Tuesday, April 26, 2005

Family Ties

I’ve just had a very random memory of my father, drunk as a lord, dancing to “Because I got High” in an Essex dining room at a New Years Eve party about three years ago. This is remarkable only in the choice of music – my father, when inebriated, becomes the life and soul of the party – as long as his every whim is catered for that is. Petulance is never far away – an argument started at one family gathering when, despite our best efforts, we were singularly unable to identify a song he was insisting was by Elton John (or “that fat poof” as my father likes to call him. He was personally affronted when Elt came out, and has since been observed in front of the telly as a concert was being screened, listening but looking at the ceiling as he can’t bear to look at him….), which after a bitter and protracted argument turned out to be “Sultans of Swing” by Dire Straits. That particular evening also featured his (frankly terrifying) rendition of Marilyn Monroe singing Happy Birthday Mr President, which still has the power to make a friend of mine wince at the memory when reminded.

Christmases at the family seat in Wiltshire are niggle-by-numbers in our family. Every year, the decision-making process over who will sleep where is kicked off round about September time, as my stepmother struggles with the logistical nightmare of up to ten adults of varying tolerance, four small children, two very nervous cats and a four-bedroom house. I’ve slept, variously, on a sofa bed in the dining room, on a sofa, in my brother’s bed (sans brother, I hasten to add), and once, memorably, on a lilo in my sister’s room. Small Person has shared a room with every member of the family at some point, and is often to be found wandering the landing searching in vain for a parent. At some point during the festivities there will be:

1) A discussion regarding the infiltration of society by the homosexual element. At some point my father will play his trump card “Gays? Sads, I call ‘em”, while the rest of us roll our eyes and talk amongst ourselves.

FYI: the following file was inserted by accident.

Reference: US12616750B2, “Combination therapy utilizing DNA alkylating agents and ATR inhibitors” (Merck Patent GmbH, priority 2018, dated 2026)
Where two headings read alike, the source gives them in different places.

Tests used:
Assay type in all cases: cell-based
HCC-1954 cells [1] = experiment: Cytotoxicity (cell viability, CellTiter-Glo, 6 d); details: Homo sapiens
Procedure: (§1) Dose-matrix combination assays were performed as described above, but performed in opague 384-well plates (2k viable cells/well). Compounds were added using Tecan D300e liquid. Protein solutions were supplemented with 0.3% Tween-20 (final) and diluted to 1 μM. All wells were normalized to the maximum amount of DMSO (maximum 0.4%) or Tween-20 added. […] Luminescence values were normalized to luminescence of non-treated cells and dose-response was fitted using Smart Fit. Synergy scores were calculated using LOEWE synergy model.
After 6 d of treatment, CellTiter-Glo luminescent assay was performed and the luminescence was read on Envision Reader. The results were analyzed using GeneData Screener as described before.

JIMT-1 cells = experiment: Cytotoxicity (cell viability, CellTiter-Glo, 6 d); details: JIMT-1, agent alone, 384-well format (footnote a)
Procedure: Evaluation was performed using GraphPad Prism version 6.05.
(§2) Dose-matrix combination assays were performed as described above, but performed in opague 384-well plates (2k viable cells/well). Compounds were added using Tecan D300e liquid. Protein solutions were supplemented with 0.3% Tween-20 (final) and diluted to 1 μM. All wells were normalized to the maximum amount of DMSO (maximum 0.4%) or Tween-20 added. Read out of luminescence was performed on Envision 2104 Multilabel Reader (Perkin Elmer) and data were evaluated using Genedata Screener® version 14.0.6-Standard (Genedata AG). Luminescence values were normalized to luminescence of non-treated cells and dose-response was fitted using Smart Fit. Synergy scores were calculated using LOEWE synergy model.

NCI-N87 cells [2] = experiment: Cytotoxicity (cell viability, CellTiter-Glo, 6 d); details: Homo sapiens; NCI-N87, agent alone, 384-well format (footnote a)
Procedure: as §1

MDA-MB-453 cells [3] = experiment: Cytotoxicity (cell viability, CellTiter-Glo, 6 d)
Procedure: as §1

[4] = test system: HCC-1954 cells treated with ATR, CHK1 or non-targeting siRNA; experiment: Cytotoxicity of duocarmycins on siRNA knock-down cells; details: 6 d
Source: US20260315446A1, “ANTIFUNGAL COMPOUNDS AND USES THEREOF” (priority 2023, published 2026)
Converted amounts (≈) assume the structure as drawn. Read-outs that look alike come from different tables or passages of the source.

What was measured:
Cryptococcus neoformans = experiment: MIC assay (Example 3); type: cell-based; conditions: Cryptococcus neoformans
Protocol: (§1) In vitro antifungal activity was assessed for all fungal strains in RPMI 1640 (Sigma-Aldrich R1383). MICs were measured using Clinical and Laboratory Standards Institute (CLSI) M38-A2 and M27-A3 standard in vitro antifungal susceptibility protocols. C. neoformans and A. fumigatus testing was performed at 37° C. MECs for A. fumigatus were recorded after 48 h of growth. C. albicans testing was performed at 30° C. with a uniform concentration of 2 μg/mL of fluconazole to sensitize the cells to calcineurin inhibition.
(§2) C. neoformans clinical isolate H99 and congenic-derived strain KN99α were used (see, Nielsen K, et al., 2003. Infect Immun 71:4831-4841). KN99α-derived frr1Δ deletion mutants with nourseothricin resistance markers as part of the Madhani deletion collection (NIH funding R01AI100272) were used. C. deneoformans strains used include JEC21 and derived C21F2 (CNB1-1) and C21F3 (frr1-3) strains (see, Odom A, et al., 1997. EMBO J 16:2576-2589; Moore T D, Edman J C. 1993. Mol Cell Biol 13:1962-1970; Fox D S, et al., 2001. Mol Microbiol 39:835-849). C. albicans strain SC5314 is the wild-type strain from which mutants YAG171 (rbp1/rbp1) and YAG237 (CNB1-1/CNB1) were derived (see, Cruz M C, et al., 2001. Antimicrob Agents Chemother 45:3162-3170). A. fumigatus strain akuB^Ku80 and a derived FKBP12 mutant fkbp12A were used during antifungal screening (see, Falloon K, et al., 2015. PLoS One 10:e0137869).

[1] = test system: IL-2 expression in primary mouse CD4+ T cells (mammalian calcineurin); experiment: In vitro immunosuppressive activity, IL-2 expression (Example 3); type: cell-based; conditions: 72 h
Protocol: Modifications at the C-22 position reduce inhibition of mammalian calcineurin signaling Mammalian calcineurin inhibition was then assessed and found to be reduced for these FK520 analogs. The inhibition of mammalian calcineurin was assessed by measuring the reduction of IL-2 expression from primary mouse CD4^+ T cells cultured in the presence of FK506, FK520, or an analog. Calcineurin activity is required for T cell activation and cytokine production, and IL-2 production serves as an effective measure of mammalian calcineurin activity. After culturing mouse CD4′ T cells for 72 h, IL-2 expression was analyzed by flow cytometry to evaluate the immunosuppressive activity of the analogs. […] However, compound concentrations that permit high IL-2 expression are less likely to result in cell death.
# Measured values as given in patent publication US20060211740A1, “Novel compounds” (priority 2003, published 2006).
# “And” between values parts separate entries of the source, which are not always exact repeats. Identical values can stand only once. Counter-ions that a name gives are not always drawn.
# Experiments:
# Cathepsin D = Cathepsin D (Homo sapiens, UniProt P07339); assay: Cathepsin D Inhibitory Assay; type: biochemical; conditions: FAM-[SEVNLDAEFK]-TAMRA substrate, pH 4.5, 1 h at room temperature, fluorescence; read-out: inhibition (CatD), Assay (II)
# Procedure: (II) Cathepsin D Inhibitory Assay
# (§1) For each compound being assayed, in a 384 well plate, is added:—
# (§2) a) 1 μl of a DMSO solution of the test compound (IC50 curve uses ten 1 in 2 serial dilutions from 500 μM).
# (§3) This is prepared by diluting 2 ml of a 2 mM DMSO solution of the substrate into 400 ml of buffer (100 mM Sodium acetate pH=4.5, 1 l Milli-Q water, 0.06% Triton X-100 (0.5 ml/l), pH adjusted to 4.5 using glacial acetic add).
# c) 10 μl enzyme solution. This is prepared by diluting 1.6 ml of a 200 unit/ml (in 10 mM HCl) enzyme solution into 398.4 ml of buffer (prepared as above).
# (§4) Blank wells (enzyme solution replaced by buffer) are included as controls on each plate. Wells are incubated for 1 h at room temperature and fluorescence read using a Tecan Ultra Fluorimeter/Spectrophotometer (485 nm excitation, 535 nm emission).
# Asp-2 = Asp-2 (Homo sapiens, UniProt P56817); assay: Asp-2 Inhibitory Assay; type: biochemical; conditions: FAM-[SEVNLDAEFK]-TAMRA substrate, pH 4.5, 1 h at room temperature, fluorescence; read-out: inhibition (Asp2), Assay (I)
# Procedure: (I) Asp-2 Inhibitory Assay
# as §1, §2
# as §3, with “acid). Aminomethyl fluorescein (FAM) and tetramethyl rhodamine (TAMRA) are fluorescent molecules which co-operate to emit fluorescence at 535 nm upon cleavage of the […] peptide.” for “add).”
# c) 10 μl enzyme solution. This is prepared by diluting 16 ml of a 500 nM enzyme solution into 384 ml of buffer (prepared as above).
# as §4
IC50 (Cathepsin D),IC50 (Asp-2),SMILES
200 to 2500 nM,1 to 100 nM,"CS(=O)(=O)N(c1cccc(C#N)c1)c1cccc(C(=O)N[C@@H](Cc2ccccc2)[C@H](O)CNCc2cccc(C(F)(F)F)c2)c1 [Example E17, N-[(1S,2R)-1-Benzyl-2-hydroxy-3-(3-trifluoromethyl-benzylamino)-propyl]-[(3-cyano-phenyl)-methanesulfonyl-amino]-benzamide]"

2) A spirited game of MasterQuiz, an interminable low-rent precursor of Trivial Pursuit, during which my little sister will complain viciously that she always gets the Geography questions and it’s just not fair.

3) Accusations of cheating levelled by my father at anyone who might participate in any game with him, usually engendered by someone else getting two answers right in a row, while he is consistently asked questions which assume a level of interest on his part in Eastenders/Pop Idol/Eastern European political processes since the Second World War.

4) A helpless fit of giggling at the table involving my sister and myself, which serves only to irritate everyone since we are in our thirties and therefore old enough to know better. My sister’s crowning moment was during a family game of Scrabble, when, struggling with a troublesome letter, she asked in a loud, steady voice “Is quim a word? Q-u-i-m, quim?”. Bless her.

This pattern is repeated without deviation, year after year, and we love it. Days are spent glassy-eyed with boredom by the fire as the permanent cricket commentary emanates at ear-splitting volume from the TV, and my father snores, oblivious, in the corner. Any unapproved programmes (ie, everything apart from cricket) are watched huddled over the tiny portable black and white TV in my sister’s room. My stepmum will at some point dance alone in the hallway to a Rod Stewart cassette, fired up on brandy and festive cheer. A cat will escape, be captured, escape, be recaptured and confined to a bedroom, whereupon someone will unwittingly leave the door open and the whole process will begin again. We eat too much, drink too much, moan about the washing up and have a thoroughly good time. I know we’re not alone in this family routine, but believe me when I say that it’s just about the only normal thing about us. Really.

The Other Half is even now rehearsing in order to deliver his “I’m very very busy over Christmas for the rest of my life, honest” speech in a convincing voice. He’s not getting away with it though.


Blogger elvira black chimed in with...

I love-love-love it!

Mark Knopfler (?) and Elton John, separated at birth? I don't think so.

25 September, 2005 20:59  

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